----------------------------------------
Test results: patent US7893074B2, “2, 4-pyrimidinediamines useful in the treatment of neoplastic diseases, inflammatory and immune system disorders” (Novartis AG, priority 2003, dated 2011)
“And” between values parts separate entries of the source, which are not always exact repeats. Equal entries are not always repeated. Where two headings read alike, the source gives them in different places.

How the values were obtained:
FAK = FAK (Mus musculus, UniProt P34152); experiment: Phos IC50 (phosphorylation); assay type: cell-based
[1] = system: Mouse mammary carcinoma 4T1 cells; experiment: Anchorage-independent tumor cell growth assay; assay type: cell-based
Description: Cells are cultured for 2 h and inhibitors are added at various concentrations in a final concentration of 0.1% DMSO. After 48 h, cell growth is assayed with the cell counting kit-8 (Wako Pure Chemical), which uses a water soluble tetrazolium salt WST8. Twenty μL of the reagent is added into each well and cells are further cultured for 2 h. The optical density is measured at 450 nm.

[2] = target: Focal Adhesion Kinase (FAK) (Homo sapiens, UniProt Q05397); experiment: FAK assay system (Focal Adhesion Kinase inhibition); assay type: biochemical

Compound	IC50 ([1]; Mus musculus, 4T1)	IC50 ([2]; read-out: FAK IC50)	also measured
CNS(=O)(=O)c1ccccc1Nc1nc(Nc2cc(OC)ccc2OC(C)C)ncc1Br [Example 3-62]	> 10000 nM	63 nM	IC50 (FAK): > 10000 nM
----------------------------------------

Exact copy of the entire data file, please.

Test results: patent US7893074B2, “2, 4-pyrimidinediamines useful in the treatment of neoplastic diseases, inflammatory and immune system disorders” (Novartis AG, priority 2003, dated 2011)
“And” between values parts separate entries of the source, which are not always exact repeats. Equal entries are not always repeated. Where two headings read alike, the source gives them in different places.

How the values were obtained:
FAK = FAK (Mus musculus, UniProt P34152); experiment: Phos IC50 (phosphorylation); assay type: cell-based
[1] = system: Mouse mammary carcinoma 4T1 cells; experiment: Anchorage-independent tumor cell growth assay; assay type: cell-based
Description: Cells are cultured for 2 h and inhibitors are added at various concentrations in a final concentration of 0.1% DMSO. After 48 h, cell growth is assayed with the cell counting kit-8 (Wako Pure Chemical), which uses a water soluble tetrazolium salt WST8. Twenty μL of the reagent is added into each well and cells are further cultured for 2 h. The optical density is measured at 450 nm.

[2] = target: Focal Adhesion Kinase (FAK) (Homo sapiens, UniProt Q05397); experiment: FAK assay system (Focal Adhesion Kinase inhibition); assay type: biochemical

Compound	IC50 ([1]; Mus musculus, 4T1)	IC50 ([2]; read-out: FAK IC50)	also measured
CNS(=O)(=O)c1ccccc1Nc1nc(Nc2cc(OC)ccc2OC(C)C)ncc1Br [Example 3-62]	> 10000 nM	63 nM	IC50 (FAK): > 10000 nM